By John Kariuki
Kenyans have been urged to go for early cancer screening in a bid to prevent the life-threatening illness.
Cervical cancer is a type of cancer that occurs in the cells of the cervix — the lower part of the uterus that connects to the vagina.
Various strains of the human papillomavirus (HPV), a sexually transmitted infection, play a role in causing most cervical cancer.
Dr. Alice Kaaria, a consultant gynaecologist based in Nairobi explains:
“When exposed to HPV, the body’s immune system typically prevents the virus from doing harm. In a small percentage of people, however, the virus survives for years, contributing to the process that causes some cervical cells to become cancer cells.
You can reduce your risk of developing cervical cancer by having screening tests and receiving a vaccine that protects against HPV infection.”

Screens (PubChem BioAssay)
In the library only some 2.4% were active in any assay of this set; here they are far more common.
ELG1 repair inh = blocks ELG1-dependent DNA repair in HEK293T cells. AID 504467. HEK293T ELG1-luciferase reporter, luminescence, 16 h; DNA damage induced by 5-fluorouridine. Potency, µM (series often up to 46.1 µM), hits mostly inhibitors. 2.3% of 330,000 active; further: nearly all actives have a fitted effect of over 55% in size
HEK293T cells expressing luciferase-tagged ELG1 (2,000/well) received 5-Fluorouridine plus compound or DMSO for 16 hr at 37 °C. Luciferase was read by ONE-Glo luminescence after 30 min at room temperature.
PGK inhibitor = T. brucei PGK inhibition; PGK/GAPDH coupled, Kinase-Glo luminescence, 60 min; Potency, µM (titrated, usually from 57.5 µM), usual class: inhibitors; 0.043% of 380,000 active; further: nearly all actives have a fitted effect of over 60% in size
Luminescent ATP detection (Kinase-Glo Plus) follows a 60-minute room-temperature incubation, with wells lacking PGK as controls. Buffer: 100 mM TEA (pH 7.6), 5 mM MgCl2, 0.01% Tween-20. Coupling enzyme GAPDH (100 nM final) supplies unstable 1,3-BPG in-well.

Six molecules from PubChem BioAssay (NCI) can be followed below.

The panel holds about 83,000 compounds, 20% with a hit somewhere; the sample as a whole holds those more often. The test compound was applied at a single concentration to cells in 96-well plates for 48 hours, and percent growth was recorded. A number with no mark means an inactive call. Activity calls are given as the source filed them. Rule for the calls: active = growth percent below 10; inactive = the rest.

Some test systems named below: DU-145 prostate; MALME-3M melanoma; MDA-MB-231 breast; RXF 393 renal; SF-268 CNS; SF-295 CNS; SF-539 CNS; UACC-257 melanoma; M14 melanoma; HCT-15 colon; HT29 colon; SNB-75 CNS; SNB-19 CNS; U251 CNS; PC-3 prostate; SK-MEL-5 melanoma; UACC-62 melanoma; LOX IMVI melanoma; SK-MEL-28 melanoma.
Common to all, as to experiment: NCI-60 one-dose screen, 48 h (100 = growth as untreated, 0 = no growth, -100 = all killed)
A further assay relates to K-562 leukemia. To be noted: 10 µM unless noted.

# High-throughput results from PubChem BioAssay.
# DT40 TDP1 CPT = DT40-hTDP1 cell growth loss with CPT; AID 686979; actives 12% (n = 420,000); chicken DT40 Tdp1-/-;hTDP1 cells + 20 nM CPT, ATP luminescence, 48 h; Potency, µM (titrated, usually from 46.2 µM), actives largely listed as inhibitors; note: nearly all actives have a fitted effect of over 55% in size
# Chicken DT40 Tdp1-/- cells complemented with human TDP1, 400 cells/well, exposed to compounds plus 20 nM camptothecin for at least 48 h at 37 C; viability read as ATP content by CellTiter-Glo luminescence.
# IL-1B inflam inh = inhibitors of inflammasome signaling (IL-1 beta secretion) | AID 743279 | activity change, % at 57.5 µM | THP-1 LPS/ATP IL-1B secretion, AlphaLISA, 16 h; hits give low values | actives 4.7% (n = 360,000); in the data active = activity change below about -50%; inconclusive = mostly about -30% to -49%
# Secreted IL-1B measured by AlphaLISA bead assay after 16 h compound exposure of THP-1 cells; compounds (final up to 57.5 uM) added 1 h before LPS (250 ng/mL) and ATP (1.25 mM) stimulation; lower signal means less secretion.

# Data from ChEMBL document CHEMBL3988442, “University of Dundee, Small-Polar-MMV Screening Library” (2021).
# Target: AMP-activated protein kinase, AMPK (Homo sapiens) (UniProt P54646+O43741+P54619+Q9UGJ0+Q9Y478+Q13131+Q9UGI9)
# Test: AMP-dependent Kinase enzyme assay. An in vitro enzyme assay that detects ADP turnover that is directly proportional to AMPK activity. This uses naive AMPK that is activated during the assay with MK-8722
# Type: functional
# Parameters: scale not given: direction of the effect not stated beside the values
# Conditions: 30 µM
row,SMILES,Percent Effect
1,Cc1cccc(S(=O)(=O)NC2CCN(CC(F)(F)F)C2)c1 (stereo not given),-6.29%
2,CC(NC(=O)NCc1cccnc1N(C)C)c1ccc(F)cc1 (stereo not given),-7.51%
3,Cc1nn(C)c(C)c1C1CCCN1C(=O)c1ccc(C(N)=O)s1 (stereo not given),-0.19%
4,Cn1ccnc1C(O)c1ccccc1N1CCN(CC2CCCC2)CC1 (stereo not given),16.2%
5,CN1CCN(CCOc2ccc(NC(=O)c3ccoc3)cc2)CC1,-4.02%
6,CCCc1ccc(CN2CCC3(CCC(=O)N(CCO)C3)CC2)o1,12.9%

Dr. Kaaria explains to us some of the symptoms of cervical cancer
“Early-stage cervical cancer generally produces no signs or symptoms.
Signs and symptoms of more-advanced cervical cancer include:
- Vaginal bleeding after intercourse, between periods or after menopause
- Watery, bloody vaginal discharge that may be heavy and have a foul odor
- Pelvic pain or pain during intercourse
Dr. Kaaria is available on appointment at her Afya Center clinic and is reachable on 0722695724.